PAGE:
How Successful Were The First Five Year Plans In Achieving Their Mains 1928 1941 Essay example

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How successful were the First Five-Year Plans in achieving their aims 1928-1941?

The Five-Year Plans were designed to turn Russia into the socialist state that Stalin so longed for. Their main aims were to increase heavy industry, improve communication across the country, and later, rearmament and to create a war economy. But these plans were not always successful, and created further problems for Stalin's government to deal with.

The First Five Year plan was based on one thing and one thing only – increasing heavy industry e.g. Iron, coal, steel and oil. In 1932, Stalin announced the the First Five-Year plan had been a success. The production of raw materials had increased massively, with the economy growing 14% in just a year. This was especially good considering America and Europe was in a depression after the Wall Street crash. The urban population during the First Five-Year Plan trebled as peasants moved to the cities to take unskilled jobs in soviet industry. Education was also reformed during this time, workers were encouraged to take classes in technical subjects, and universities also became more accessible for those with few qualifications.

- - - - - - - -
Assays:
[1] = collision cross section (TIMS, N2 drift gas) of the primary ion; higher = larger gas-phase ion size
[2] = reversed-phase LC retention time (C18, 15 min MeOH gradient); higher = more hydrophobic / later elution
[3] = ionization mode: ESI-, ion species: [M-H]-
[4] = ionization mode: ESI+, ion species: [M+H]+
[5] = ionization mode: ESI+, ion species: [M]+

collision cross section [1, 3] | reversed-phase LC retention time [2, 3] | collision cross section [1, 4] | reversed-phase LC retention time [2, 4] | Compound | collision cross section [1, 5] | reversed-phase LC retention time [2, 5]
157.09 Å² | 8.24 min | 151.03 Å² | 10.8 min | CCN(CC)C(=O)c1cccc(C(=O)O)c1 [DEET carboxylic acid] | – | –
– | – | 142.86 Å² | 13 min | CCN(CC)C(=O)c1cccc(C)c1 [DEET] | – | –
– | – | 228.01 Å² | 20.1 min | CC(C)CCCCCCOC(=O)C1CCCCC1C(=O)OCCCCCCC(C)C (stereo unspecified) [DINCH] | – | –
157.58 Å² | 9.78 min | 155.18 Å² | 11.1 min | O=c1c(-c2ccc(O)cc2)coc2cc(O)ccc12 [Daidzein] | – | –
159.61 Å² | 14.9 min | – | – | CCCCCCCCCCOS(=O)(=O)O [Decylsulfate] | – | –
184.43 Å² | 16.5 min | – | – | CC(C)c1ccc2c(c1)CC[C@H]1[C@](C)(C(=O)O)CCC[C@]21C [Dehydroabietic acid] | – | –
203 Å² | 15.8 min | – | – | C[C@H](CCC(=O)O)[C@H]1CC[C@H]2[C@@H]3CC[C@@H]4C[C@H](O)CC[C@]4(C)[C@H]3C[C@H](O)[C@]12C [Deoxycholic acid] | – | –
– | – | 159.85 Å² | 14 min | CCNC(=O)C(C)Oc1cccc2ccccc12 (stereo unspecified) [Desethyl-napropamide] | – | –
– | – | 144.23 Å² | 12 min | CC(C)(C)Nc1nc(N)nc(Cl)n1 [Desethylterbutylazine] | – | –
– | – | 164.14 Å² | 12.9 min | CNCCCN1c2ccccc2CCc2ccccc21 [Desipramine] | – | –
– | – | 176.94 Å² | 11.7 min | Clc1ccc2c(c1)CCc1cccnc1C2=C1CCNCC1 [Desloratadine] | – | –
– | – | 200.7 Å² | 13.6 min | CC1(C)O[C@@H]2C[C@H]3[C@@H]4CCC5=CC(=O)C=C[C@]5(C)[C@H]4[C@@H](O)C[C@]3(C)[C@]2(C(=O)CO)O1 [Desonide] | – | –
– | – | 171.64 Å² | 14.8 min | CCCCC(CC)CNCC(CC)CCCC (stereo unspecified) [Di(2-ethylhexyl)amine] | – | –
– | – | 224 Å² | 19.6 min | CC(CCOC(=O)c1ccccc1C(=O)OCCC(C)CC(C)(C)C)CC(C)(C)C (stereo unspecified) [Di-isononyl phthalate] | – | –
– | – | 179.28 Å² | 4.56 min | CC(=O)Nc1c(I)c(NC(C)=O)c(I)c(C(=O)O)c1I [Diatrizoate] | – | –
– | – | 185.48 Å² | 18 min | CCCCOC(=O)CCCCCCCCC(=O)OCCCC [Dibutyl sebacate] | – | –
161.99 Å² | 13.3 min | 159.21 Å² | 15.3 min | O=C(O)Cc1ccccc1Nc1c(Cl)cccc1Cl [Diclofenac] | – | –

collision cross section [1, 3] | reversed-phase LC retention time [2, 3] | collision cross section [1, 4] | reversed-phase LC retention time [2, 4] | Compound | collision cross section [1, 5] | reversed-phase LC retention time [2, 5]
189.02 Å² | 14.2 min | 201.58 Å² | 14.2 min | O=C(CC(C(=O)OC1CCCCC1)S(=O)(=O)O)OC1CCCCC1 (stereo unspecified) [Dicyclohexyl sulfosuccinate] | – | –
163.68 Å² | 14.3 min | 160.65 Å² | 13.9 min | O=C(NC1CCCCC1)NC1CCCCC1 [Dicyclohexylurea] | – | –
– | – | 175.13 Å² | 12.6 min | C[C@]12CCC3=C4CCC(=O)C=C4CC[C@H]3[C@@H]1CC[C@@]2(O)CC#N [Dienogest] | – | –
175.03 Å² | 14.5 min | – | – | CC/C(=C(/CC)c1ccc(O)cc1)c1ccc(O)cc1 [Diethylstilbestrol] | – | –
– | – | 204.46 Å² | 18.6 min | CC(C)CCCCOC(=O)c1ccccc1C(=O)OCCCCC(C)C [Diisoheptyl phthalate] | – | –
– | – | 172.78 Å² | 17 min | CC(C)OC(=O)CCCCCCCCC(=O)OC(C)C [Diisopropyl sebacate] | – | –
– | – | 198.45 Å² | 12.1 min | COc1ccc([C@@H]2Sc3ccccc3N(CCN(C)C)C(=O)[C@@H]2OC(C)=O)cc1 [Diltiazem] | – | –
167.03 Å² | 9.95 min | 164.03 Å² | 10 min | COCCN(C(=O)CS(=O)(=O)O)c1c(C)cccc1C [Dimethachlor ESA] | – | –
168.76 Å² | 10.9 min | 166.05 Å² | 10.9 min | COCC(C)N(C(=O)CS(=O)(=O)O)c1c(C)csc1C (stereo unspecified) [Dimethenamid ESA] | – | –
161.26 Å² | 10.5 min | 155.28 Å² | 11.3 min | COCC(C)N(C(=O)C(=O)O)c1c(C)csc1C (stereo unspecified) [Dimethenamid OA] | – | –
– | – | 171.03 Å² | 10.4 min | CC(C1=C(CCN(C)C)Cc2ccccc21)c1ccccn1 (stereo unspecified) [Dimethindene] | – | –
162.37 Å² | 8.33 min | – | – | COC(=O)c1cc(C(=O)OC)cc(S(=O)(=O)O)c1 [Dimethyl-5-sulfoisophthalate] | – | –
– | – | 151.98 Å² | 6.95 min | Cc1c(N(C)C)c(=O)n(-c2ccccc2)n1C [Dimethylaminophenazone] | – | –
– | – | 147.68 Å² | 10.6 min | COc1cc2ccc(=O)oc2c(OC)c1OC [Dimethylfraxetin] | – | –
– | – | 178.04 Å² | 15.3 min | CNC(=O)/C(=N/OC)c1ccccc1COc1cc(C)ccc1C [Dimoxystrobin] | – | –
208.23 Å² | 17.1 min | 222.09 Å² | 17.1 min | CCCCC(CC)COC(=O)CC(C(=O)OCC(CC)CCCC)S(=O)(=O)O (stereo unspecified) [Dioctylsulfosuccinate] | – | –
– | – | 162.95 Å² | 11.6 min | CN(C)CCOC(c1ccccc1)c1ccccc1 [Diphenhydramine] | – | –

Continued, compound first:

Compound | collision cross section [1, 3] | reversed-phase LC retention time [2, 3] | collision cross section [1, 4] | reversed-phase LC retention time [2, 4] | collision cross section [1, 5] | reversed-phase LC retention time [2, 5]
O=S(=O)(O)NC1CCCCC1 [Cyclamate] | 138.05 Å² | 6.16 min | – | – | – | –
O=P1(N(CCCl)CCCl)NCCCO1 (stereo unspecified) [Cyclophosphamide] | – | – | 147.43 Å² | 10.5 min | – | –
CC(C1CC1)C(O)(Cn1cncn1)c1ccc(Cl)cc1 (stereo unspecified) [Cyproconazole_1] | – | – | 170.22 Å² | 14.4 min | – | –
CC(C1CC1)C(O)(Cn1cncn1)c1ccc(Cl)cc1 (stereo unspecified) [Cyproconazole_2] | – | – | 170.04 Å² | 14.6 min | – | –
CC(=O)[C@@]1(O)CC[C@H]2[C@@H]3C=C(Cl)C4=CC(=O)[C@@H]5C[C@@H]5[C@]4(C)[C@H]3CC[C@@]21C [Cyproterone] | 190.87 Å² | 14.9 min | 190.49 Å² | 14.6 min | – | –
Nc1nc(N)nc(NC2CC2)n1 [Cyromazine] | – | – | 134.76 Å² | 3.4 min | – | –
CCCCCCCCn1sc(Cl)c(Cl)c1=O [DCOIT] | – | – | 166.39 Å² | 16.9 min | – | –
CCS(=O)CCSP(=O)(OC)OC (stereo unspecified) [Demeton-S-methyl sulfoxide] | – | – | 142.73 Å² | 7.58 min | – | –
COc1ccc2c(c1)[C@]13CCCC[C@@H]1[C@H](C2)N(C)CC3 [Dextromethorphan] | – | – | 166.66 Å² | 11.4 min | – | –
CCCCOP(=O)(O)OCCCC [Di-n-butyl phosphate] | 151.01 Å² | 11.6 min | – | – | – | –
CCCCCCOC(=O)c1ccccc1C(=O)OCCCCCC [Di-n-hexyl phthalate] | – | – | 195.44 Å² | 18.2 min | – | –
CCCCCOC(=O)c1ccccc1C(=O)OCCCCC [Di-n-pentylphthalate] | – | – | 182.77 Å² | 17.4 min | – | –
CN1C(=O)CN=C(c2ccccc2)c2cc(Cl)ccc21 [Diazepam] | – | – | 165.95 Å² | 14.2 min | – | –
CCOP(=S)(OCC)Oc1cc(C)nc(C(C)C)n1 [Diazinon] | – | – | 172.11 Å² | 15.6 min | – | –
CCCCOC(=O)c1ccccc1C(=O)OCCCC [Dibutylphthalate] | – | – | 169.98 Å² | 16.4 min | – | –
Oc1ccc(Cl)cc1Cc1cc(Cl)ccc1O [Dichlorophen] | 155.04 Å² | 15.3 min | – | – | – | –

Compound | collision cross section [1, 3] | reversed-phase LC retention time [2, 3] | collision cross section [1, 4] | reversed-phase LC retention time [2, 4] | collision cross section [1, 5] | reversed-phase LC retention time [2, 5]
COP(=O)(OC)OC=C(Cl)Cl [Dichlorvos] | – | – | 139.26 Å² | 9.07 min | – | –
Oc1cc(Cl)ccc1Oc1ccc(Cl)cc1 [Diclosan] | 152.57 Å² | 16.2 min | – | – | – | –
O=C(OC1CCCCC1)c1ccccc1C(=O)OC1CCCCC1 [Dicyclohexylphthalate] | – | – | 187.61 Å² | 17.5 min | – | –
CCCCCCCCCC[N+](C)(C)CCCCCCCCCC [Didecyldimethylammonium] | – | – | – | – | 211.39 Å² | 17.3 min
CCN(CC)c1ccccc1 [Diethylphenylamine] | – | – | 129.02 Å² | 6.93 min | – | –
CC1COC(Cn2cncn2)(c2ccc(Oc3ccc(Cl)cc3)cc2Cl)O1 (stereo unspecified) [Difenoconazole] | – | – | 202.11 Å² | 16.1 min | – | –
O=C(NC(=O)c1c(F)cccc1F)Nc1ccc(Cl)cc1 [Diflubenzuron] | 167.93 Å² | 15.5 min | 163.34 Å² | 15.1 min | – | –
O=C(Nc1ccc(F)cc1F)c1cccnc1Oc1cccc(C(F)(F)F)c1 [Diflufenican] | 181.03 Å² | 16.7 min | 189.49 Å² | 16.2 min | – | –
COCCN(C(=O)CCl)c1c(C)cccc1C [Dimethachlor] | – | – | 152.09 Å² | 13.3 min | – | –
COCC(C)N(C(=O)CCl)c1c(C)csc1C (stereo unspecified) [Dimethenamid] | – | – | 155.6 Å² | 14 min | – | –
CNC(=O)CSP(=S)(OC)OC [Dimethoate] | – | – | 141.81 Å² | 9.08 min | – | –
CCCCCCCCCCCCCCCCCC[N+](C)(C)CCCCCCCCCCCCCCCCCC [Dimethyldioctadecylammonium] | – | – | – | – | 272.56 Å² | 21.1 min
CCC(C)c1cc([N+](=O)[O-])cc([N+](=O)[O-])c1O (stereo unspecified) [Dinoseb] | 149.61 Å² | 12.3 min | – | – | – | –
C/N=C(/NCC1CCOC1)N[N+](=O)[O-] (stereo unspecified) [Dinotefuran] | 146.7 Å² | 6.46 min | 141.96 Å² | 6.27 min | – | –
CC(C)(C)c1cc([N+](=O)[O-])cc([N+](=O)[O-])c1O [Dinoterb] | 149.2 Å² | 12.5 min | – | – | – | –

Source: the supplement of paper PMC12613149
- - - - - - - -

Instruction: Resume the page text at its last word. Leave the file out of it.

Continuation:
However, there were still failings in the First Five-Year Plan. Behind the soviet propaganda lay a chaotic economy which was struggling to meet the high targets set for them. Those who failed to meet their targets were demoted, sacked or even put on trial and executed as enemies of the state. This caused many officials to lie about the amount of raw materials that they had produced, creating the impression that the high targets were in fact being meet. This means that the First Five-Year Plan was not success as false figures were produced giving the impression that it was a success.

The Second Five-Year Plan focused on; heavy industry, communications, electricity, new industries, and consumer goods. They also attempted to learn from the problems thrown up by the First Five-Year Plan. The targets for the Second Five-Year plan were much more realistic than the first, and its achievements were more modest. The production of raw materials continued to expand, and the output of steel, for example trebled. The first lines of the Moscow Metro were opened in 1935 to improve transport in the cities. However, the improvements in living standards had limited success, even though rationing was final removed once again. The wages of industrial worker also increased. Due to the fear of imminent war with Germany, defence spending increased from 4% in 1933 to 17% in 1937, but this came at the expense of living standards.

The Second Five-Year Plan, like the first suffered a number of chronic problems. There was little coordination between different branches of industry. The fear of execution prevented many from speaking out about the Five-Year Plans, report errors or suggesting that their targets be lowered. There was a massive shortage in consumer goods, as peasants brought up what they could, to trade at a later date for food or other essentials. This later created a thriving black market which was very hard for the communists to suppress.